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High Road (2011)

Millennium Entertainment
Blu-ray Disc Released: 3/6/2012

All Ratings out of




Review by Mike Long, Posted on 3/4/2012

In my recent review for A Very Harold & Kumar Christmas, I wrote about the stoner comedy. However, I failed to explore the two definitions of this sub-genre. First of all, we have movies where the humor is not only about marijuana use, but seems to come from a place where one would have to be under the influence of pot to either write or enjoy the jokes. The Harold & Kumar films certainly fall into this category, as does Super Troopers or Dude, Where's My Car?. The other side of this coin comes with movies which are pretty straight-forward and simply focus on the activities of a stoner. High Road falls squarely into this category, although calling it a comedy may be too generous.

As High Road opens, we meet Glenn Fitzgerald (James Pumphrey), the drummer for the band Tor Eagle. Fitz is pretty happy following a gig, until his fellow bandmates, Tommy (Zach Woods), Shelia (Lizzy Caplan), and Richie (Matt L. Jones) both announce that they are leaving the band. The story then jumps ahead three months later. Fitz is still depressed about the dissolution of the band and he spends most of his time smoking pot or selling it. In fact, unbeknownst to his live-in girlfriend, Monica (Abby Elliot), Fitz has basically become a drug-dealer. Jimmy (Dylan O'Brien), a kid from the neighborhood, likes to skip school and hang out with Fitz during the day. When a drug deal goes sour, Fitz assumes that the police are after him. He runs home, throws away all of his stash, and is attempting to hit the road, when Jimmy arrives, demanding that he go with Fitz. Fitz has decided that he will leave town until things cool off. Little does he know that Jimmy's dad (Rob Riggle) is seeking help from a (sort of) police buddy and Monica is discovering the truth about her boyfriend.

High Road comes from Writer/Director Matt Walsh, a member of the comedy troupe Upright Citizens Brigade (which also gave us Amy Poehler) and an actor whom you'd recognize from his cameos in movies like The Hangover and Role Models. (He also has an uncredited cameo in High Road.) The writing of High Road is credited to Walsh and Josh Weiner, but the Blu-ray Disc box states that the movie has an "improvised script". What does that mean? Does that mean that the movie was made and then Walsh and Weiner went back and wrote down what was said? Or does that mean that the script gave a general outline of the story and dialogue and the actors made up the specifics of what they said? It's most likely the latter, but "improvised script" is still a vague term at best.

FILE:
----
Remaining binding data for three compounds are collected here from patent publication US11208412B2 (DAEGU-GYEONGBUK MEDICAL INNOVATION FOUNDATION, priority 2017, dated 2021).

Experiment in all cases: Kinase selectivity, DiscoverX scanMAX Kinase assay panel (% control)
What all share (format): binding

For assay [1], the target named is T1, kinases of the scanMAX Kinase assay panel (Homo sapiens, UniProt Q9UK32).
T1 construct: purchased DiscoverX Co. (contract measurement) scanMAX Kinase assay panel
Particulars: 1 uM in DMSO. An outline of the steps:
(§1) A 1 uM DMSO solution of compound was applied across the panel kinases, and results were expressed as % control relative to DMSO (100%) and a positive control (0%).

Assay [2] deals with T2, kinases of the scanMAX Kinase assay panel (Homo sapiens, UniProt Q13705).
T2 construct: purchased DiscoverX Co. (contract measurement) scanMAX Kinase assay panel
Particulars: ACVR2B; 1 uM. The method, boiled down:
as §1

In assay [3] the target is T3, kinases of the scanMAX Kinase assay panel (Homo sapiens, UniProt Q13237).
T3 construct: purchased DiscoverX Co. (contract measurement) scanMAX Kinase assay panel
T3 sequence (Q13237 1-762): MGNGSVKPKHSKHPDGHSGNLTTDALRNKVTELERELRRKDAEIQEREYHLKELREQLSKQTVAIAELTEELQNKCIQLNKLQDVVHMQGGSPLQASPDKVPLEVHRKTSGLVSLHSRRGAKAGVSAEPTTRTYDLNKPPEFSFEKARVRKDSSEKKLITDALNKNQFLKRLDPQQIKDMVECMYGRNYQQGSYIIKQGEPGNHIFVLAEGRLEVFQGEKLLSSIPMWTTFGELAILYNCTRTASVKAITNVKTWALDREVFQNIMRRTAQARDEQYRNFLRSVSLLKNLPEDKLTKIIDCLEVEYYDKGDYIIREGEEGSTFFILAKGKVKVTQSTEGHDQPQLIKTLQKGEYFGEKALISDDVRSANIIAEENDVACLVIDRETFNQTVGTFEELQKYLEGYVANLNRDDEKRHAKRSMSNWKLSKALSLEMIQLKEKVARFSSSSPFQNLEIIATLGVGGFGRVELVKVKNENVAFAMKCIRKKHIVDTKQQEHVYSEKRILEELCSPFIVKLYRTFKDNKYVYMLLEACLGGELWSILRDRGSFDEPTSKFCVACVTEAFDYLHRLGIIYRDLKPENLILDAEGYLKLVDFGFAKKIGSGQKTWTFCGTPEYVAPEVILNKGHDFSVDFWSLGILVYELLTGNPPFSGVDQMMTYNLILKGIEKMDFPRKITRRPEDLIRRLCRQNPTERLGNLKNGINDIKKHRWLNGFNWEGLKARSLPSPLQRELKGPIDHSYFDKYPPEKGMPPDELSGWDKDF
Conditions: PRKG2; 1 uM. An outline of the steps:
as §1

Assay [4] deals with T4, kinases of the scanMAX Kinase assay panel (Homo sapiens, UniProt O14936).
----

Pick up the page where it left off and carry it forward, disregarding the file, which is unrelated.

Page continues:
So, it sounds like High Road wants to be like movies such as This is Spinal Tap or most anything made by Christopher Guest in the last sixteen years. And the movie boasts a cast of recognizable faces. In addition to those listed above, we get Ed Helms, Andrew Daly, Kyle Gass, Horatio Sanz, and Joe Nunez. So, the question has to be asked, where did this movie go wrong, because it's not very funny. Is it the "script"? The purported idea of a guy who unwittingly becomes a drug dealer is an interesting one, but unfortunately that's not really explored here. What we get is a story which focuses on a depressed and fairly unlikable guy which then turns into a road movie. As I've written before, the road movie needs to be pronounced over and done with so that we can move on. The movie doesn't present many interesting situations, save for the act with Shelia and Richie develop once they leave Tor Eagle.

In that case, blame must fall upon the actors as well, as they are apparently responsible for their own dialogue. There's no doubt that there are a handful of funny lines here, but for the most part, I felt that the actors were fumbling through the conversations desperately trying to say something funny. The result is a lot of scenes which have an awkward and wayward feel. To be fair to the cast, some of the scenes are obviously a one-joke set-up and they are asked to keep talking. The movie could have used an actual script and tighter editing.

High Road is one of those movies which must be labeled as deceptive. It contains several familiar comedic actors and the premise sounds intriguing. But, the final product is a dull disappointment which doesn't bring the amount of laughs that we would like. High Road delivers a low blow.

High Road offers the weirdest drag queen song ever (and that's saying a lot) on Blu-ray Disc courtesy of Millennium Entertainment. The film has been letterboxed at 1.85:1 and the Disc contains an AVC 1080p HD transfer which runs at an average of 25 Mbps. The image is fairly sharp and clear, showing no overt grain and no defects from the source material. The image is slightly dark and somewhat soft. I'm not sure how the movie was shot (film? HD?), but it has a decidedly low-budget look to it. The colors are acceptable, although they are washed out in some shots. The Disc carries a Dolby TrueHD 5.1 audio track which runs at 48 kHz and an average of 1.5 Mbps. The track provides clear dialogue and sound effects. The in-film music sounds very good. The stereo effects are pretty good and they show nice separation. Select scenes, such as when Fitz hits the road, offer detailed surround sound effects.

The only extra feature on the High Road Blu-ray Disc is a series of "Cast & Crew Interviews" (15 minutes) where Horatio Sanz, James Pumphrey, Joe LoTruglio, and Lizzy Caplan give quasi-serious answers to questions about the movie.

Review Copyright 2012 by Mike Long